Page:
.OfType<T>(). This is a method provided by the Linq library. It takes the list and filters it to only contain objects that are of the type T. This T is the same T that we use in the method declaration. Meaning whatever type we specify for the method is the type that will be used as the filter for the list. At this point we still don’t have a single object as the method would have returned a collection of all the objects that matched that type, even if there was only one, or even none. Therefor we need:

.FirstOrDefault();. This method will look at that collection and return the first object in the sequence. If the collection is empty, it will instead return a default value. Because we are making use of a class, CoreComponent, as our type, the default value would be null.

That brings us to lines 9 through 12.

				
					if(comp == null)
{
    Debug.LogWarning($"{typeof(T)} not found on {transform.parent.name}");
}
				
			

If the returned collection was empty, that means our entity does not have the core component that is trying to be accessed. Therefore we just want to gently let ourselves, or whoever else is working on the project, know that the code they have written is trying to use a CoreComponent that does not exist on the entity, so they will need to implement it.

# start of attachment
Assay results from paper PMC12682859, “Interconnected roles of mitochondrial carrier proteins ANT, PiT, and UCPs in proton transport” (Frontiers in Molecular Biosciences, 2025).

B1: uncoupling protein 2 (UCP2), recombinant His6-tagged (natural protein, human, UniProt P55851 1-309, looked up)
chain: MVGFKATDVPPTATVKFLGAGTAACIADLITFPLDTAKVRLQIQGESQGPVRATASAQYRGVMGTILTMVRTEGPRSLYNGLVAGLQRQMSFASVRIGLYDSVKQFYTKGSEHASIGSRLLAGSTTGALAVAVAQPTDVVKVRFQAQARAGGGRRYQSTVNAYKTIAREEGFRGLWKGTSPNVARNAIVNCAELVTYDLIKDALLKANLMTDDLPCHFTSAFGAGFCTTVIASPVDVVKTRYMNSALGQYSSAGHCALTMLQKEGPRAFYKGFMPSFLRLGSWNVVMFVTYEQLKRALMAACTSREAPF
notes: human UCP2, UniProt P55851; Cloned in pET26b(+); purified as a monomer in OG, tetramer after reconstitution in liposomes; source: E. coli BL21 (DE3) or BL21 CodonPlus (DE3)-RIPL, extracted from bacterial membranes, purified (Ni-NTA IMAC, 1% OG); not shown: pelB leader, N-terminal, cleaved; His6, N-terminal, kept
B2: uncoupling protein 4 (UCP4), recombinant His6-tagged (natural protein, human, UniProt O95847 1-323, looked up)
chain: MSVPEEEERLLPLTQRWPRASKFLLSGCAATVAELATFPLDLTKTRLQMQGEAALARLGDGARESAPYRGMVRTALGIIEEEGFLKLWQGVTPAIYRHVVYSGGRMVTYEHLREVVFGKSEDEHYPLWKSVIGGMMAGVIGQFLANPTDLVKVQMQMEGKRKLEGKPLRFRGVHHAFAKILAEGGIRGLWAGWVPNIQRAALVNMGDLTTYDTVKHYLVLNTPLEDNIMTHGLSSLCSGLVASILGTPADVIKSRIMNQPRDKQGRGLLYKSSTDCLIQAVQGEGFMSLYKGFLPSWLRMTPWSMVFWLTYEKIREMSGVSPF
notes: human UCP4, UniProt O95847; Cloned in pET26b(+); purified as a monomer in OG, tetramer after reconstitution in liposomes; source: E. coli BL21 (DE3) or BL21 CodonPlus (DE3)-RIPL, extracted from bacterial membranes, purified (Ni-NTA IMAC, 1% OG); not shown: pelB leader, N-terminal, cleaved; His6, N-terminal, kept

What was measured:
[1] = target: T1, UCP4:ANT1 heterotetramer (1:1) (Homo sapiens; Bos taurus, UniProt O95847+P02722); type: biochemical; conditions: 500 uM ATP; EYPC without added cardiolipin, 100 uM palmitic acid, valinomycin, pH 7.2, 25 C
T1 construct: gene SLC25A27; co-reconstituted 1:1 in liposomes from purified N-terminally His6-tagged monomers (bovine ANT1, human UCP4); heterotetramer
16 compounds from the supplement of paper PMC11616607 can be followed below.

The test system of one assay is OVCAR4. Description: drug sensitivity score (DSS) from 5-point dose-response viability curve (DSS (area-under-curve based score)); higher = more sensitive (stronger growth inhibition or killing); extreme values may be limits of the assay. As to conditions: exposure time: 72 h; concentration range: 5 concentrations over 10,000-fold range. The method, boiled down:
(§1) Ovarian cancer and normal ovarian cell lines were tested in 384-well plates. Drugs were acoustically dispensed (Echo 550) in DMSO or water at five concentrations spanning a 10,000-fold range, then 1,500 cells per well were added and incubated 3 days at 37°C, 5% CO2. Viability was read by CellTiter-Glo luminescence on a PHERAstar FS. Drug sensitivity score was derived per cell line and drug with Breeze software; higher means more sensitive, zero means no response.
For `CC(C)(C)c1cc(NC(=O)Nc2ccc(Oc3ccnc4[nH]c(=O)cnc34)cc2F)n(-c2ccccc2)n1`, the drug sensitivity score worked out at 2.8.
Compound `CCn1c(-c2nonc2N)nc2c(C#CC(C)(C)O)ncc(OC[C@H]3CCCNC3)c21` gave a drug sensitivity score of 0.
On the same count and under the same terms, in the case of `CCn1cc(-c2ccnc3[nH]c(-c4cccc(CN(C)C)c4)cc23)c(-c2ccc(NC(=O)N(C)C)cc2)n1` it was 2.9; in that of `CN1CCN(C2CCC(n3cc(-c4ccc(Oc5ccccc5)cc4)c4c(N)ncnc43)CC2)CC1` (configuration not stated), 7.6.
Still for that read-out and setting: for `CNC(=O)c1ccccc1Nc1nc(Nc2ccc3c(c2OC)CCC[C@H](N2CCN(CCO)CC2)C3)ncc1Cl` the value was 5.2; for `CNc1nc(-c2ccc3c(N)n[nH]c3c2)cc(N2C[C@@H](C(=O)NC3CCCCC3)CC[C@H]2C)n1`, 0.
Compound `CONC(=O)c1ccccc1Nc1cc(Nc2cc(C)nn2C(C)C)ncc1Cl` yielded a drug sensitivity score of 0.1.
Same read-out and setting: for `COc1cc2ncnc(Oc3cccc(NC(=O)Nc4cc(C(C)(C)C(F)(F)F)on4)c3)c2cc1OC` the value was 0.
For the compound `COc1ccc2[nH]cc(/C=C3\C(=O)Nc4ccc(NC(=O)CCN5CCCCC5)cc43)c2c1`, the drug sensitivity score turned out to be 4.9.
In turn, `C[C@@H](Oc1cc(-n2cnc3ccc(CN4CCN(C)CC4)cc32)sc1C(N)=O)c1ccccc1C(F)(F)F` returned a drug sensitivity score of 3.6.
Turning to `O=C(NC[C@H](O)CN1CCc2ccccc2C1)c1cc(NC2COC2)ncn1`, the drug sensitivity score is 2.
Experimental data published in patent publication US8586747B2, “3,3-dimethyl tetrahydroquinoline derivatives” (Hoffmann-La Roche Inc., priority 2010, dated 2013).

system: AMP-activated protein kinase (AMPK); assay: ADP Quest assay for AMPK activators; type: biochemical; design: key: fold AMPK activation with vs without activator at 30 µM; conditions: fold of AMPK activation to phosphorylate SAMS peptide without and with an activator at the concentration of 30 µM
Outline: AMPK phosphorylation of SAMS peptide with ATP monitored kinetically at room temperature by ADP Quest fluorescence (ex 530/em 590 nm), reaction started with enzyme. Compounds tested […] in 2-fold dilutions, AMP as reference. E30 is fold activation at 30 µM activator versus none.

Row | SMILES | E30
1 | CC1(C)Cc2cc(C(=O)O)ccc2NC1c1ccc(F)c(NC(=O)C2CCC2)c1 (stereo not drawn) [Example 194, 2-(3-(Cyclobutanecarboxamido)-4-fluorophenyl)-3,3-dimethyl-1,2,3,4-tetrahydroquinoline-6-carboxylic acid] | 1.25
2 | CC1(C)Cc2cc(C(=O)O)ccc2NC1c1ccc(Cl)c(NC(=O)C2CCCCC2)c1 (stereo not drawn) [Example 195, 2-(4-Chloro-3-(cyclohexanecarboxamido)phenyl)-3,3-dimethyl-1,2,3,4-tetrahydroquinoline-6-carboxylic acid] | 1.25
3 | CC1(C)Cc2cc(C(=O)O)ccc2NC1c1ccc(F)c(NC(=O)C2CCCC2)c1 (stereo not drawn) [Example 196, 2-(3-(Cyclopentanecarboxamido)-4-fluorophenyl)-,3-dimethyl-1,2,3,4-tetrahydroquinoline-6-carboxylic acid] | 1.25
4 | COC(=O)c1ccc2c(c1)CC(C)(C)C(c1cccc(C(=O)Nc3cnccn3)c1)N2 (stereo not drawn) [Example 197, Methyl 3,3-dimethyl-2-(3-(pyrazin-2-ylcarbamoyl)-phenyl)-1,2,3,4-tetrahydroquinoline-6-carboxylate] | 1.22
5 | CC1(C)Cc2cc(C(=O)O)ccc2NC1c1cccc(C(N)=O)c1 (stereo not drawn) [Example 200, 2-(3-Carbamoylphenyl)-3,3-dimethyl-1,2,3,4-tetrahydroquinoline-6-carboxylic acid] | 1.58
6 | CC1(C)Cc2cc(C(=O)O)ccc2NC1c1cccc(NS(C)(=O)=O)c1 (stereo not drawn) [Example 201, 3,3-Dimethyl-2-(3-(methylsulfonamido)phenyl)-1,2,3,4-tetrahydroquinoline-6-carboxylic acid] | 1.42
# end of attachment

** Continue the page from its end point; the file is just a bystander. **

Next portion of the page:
Finally, in line 15 we simply return the result of the query, be it a component or null.

Using the Core Components

Unfortunately when we go back to Unity we will be greeted by this sight:

This is because everything that relied on those hardcoded references are now broken. So what we need to do is go through each error and replace things like:

Core.Movement… with Core.GetCoreComponent()…

However, for the same reason that we don’t call Unity’s GetComponent at runtime and instead call it in the Awake method, we don’t want to call our method multiple times per frame for different core components and multiple entities. Even though the lists where we look for these core components are small, it would be more efficient and performant to cache these references where they are actually needed.

So let’s start addressing these errors. Consider the PlayerGroundedState.cs:

PlayerGroundedState.cs